Tag: NHL Officials

Ottawa Senators v New York Islanders

Report: NHL working on new CBA with referees


Right when you thought it was safe to escape labor stories in the NHL, there’s some news on that front – just not with the players.

Renaud Lavoie of TVA Sports reports the NHL and the league’s referees will meet in Toronto on Tuesday to try and and get a new Collective Bargaining Agreement set before the season.

The two sides last came to an agreement back in 2010 and came away with a four-year deal, as The Sporting News recalled. Is it possible things could get anxious and we run into a situation like the NFL had with their officials a couple years ago? It doesn’t look that way.

Back in 2010 the officials worked through the preseason before reaching an agreement before the season started.

NHL’s first European-trained referee retires

Marcus Vinnerborg

Two years ago Marcus Vinnerborg was a trailblazer of sorts, becoming the only non-American or Canadian official in the National Hockey League.

Today, he’s calling it a career.

Vinnerborg, 39, is retiring after just two seasons in the NHL…and just 40 games called (more on that in a sec.)

“Two years ago I was given the opportunity by the NHL to live my dream of officiating professional hockey in North America,” Vinnerborg said in a statement. “My family supported me and thoroughly enjoyed their experience living here. It was a difficult choice, but we have decided as a family to move back to Sweden.”

Vinnerborg thanked NHL Director of Officiating Terry Gregson for giving him the opportunity and said he’ll return to Sweden “a more educated official.”

As mentioned earlier, Vinnerborg wasn’t getting a ton of assignments and the “40 games” number jumps off the page — though to be fair, it’s not entirely unusual. Jean Hebert, who also came on board in 2010, hasn’t reffed many games either.

Also, Vinnerborg was thought to be a pretty good official.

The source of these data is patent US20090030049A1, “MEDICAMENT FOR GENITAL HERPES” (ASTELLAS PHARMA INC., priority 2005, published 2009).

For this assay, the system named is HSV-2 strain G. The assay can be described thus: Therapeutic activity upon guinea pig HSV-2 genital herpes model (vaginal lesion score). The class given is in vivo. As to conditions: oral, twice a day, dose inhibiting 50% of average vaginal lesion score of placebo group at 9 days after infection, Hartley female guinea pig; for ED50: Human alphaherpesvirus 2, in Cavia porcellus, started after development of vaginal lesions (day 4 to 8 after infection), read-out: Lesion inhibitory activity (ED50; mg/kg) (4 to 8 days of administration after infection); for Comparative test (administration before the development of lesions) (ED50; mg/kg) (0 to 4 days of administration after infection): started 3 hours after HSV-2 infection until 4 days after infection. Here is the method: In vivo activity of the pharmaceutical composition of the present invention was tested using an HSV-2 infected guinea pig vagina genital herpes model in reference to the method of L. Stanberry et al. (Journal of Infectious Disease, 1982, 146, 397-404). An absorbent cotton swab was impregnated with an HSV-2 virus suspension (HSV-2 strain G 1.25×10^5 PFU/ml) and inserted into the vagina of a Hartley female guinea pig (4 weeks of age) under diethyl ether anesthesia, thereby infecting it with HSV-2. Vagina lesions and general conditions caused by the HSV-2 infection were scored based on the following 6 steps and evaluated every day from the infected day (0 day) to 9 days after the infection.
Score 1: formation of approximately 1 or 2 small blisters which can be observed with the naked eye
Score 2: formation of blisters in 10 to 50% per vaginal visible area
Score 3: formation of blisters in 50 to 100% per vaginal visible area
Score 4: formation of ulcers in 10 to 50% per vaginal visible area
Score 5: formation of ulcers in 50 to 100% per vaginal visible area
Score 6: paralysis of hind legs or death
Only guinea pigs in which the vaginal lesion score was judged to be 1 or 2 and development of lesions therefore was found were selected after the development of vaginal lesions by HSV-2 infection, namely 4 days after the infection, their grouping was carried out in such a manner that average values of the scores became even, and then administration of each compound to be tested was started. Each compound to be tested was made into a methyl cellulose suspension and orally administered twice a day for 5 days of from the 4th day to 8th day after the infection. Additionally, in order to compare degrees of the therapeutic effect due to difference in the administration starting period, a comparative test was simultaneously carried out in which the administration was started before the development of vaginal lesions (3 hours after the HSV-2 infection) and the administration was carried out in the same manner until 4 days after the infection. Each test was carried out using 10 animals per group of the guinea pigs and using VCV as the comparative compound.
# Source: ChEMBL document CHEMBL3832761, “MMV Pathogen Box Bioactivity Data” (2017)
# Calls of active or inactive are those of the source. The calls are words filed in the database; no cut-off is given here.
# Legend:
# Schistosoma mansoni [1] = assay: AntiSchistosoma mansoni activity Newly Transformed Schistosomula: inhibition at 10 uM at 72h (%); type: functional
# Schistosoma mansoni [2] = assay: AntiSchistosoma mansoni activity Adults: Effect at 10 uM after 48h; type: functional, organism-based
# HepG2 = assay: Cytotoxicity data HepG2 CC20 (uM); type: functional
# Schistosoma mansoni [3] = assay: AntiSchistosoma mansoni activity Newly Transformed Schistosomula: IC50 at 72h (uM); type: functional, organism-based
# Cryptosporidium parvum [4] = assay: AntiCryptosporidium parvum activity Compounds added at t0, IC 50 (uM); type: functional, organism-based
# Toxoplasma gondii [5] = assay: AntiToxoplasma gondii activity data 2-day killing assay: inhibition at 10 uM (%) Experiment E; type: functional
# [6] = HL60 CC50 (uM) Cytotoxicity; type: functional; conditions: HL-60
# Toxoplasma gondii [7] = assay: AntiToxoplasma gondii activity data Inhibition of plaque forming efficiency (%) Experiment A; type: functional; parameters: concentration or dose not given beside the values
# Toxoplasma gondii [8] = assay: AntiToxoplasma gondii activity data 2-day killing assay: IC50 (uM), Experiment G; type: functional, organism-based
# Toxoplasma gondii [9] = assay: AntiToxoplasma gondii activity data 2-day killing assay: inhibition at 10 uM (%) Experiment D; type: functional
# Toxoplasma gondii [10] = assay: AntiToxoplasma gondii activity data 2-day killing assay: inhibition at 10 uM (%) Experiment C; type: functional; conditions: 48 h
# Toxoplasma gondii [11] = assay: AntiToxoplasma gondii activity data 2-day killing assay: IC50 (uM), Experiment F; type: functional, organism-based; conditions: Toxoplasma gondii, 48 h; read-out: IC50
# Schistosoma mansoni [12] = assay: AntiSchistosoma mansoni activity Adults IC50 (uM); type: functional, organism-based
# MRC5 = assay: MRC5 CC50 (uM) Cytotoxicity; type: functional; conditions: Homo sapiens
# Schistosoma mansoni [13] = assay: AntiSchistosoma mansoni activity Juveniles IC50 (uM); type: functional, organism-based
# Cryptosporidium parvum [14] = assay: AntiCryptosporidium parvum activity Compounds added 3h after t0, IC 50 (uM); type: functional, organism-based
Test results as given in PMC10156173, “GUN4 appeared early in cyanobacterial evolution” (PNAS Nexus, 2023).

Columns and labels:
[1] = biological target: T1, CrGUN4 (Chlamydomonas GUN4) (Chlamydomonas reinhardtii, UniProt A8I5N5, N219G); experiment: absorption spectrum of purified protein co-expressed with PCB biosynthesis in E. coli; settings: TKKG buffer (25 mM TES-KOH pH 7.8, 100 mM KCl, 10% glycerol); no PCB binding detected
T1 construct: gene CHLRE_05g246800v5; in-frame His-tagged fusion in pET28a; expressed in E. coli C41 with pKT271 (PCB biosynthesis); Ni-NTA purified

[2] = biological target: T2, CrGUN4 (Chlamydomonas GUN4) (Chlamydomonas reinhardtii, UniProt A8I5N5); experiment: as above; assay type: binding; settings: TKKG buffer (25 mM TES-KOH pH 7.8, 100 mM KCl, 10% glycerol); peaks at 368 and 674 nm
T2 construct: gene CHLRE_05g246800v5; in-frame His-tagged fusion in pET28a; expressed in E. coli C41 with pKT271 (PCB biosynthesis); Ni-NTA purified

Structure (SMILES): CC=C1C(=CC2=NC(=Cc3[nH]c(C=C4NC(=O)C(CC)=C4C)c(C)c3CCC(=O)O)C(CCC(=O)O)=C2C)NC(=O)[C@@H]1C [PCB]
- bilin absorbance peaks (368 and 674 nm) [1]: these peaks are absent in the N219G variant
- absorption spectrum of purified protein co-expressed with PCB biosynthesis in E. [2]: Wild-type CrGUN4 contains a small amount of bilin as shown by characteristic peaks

The only red flag came in his first year, when Detroit forward (and fellow Swede) Johan Franzen approached Vinnerborg after a game to congratulate him on becoming the NHL’s first European-trained referee.

As documented by CBC’s Elliotte Friedman:

Don’t believe for a second that referee Marcus Vinnerborg was biased in calling the Montreal-Detroit game. (The Canadiens were livid about a third-period non-call, and power plays were 6-1 for the Wings.) Do believe, however, shaking hands with Johan Franzen was bad optics. “He’s a good ref,” said another official. “But I’m sure (the league) will talk to him about that.”

Of course, Friedman followed that up with this:

Had the note last week about referee Marcus Vinnerborg shaking hands with Johan Franzen after Detroit beat Montreal. One league official thought that mention was unfair. Franzen came over, stuck out his hand and Vinnerborg was taken by surprise, not knowing what to do. He decided to be polite, but that won’t happen again.

Well, it certainly won’t now.

Your Boston-Washington Game 7 officials are…

Stephen Walkom

The referees for tonight’s Eastern Conference quarterfinal Game 7 between Boston and Washington are Stephen Walkom (#24) and Eric Furlatt (#27).

Working the lines will be Greg Devorski (#54) and Steve Barton (#59).


— Walkom’s one of the league’s most veteran officials. He formerly served as the NHL’s vice president and director of officiating before coming out of retirement in 2009. He’s since worked the 2010 and 2011 Stanley Cup finals.

— Along with Dan O’Halloran, Walkom called the somewhat-famous “infraction free” Game 7 between Boston and Tampa Bay in last year’s Eastern Conference finals.

From Bob Ryan of the Boston Globe:

This was not just a game of clean, breathtaking, exquisite hockey. It was a game of clean, breathtaking, exquisite, and penalty-free hockey.

That’s correct. Neither referee Dan O’Halloran nor referee Stephen Walkom saw the need to raise his right hand to signify an infraction. That’s because no player wished to be the guy whose borderline tripping, slashing, boarding, interference, holding the stick, or any other kind of penalty would lead to a damaging power play. If this meant there was less hitting than one might expect, so be it.

Roughing? Are you mad? Not in this game.

“It was a credit to both teams’ discipline and attention to detail,’’ Boucher said.

“I think the referees tonight let the two teams decide the outcome,’’ declared Bruins mentor Claude Julien. “I thought the referees handled themselves extremely well.’’

According to the Elias Sports Bureau, it marked the first penalty-free playoff game in the last 20 years.

— Walkom’s come under fire this postseason for his involvement in two controversial incidents. The first was the Matt Carkner-Brian Boyle “fight” during Game 2 of Ottawa-New York, the second was not calling a penalty on Raffi Torres for the Marian Hossa hit.

(Note: Walkom worked both those games with fellow referee Ian Walsh.)

— Furlatt’s claim to fame this postseason was working the contentious Game 3 between Pittsburgh and Philadelphia. You know, the game that featured 24 minor penalties, six fighting majors, four 10-minute misconducts, three game misconducts and a match penalty.

(For more, read this piece in Sportsnet Magazine from Gare Joyce.)

— Devorski and Barton were the linesmen for Boston’s 4-3 overtime win in Game 6.